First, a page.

Building a Customised ALM Platform with TFS and VSO

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Today’s software development is becoming increasingly complex and varied. The time when companies could concentrate on a specific technology stack are over, and there is a new challenge for software development companies: Customers want to purchase and use products, regardless of the platform or device. In this process, there is a permanent demand for new features with no negative effects on quality. If the product is unable to cope with the demands, it is rigorously replaced by another one. As a result, software manufacturers use a host of tools to master these challenges and support their development processes in the best way possible.

Unfortunately, using several systems during coordination and implementation of software projects often leads to unwanted costs for everyone involved. A feedback or bug tracking system, a requirements list and a test catalogue – all these systems must be synchronised and coordinated to be able to achieve the best possible result. The good news is that Microsoft’s ALM platform for Team Foundation Server now offers an easy way to integrate external systems and applications and make it the customised ALM solution for any company.

The features enabling this degree of customisation are planned for the on-prem installations of Team Foundation Server 2015, and are already available to several millions of Visual Studio Online users (whether or not they’ve used them is a different question!) Essentially, Microsoft has implemented three key elements in the revamped platform to achieve such a high degree of flexibility:

  • The new REST API, the future basis interface for Visual Studio Online and Team Foundation Server,
  • The OAuth 2.0 authentication mechanism, and
  • The so-called Service Hooks.

The following sections will describe the options these three components enable.

Treading new paths

It goes without saying that you can just leave everything as it is and continue to use your existing systems to create and evolve your products. However, you should at least consider your options and evaluate the potential benefits you could uncover to sustainably improve your development process and tool environment.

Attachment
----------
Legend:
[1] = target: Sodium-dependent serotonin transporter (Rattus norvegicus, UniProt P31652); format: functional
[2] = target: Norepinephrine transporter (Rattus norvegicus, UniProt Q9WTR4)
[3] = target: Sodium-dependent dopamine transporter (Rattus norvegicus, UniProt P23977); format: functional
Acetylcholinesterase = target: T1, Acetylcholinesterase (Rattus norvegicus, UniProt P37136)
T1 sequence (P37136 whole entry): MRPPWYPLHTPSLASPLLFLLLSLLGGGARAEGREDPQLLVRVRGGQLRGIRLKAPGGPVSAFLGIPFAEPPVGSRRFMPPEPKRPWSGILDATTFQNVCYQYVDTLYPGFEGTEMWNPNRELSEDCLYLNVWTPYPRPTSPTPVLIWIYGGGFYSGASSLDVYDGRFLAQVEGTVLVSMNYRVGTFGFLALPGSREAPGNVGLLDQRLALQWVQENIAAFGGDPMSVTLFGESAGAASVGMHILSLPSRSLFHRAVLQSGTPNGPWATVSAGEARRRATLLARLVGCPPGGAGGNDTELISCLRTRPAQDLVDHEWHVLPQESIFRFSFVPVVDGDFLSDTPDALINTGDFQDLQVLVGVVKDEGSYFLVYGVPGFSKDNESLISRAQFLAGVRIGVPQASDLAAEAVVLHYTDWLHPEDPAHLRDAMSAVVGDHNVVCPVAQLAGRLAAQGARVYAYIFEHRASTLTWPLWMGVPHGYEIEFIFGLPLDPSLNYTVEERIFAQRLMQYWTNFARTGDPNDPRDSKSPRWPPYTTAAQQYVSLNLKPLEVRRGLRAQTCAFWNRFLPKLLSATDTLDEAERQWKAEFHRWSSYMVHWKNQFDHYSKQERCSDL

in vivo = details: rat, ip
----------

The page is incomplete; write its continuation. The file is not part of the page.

Significant benefits can result from being able to integrate external systems into your ALM platform, regardless of whether this is your in-house issue tracking system or a commercial system. You not only do away with having to tediously transfer customer demands or errors to your Team Foundation Server, but you also never have to synchronise between different platforms again. For instance, your service centre staff will be delighted about the fact they can provide upset customers with information more quickly, and also that the development team has already identified an error which will be eliminated from the product by the next update.

The UserVoice platform is a prime example of how to provide two-way synchronisation from as early as the beta integration stage.


Figure 1: UserVoice – creating work items in Visual Studio Online

An additional benefit of the new integration features for Visual Studio Online and TFS 2015 is that (depending on the specific situation) you can obtain information at any time, from anywhere in the world. For example:

  • Being in a daily scrum meeting, and pulling up story sizing and burn-down data to see if the team is going to able to fulfil all tasks
  • Being in a management meeting, and having access to the current error rate in the product(s)
  • Being able to obtain targeted information, while on-the-go or on-site, about the customers’ level of satisfaction with the product

Of course, these ideas are just scratching the surface. If you think through what your team needs from your ALM platform (or experiment to see what works well), and then make targeted calls to your Team Foundation Server, you can achieve almost anything involving your software development data. The new REST API is exactly the right tool for this – it allows a targeted collection of data to be accessed from and by the on-prem TFS server and Visual Studio Online.

Processing data with the REST API

The REST API in question has already been successfully in use for several months in the TFS cloud variant (Visual Studio Online), and it will also be available with the next version of TFS on-premises.

Rest APIs are a type of web application interface and, true to the culture of the web, are not restricted by any technological boundaries, and are accessible with almost any programming language. As a result, the new REST API is an interface for any platform, and it significantly enhances the range of TFS options compared with conventional interfaces based on the .NET or Java SDKs.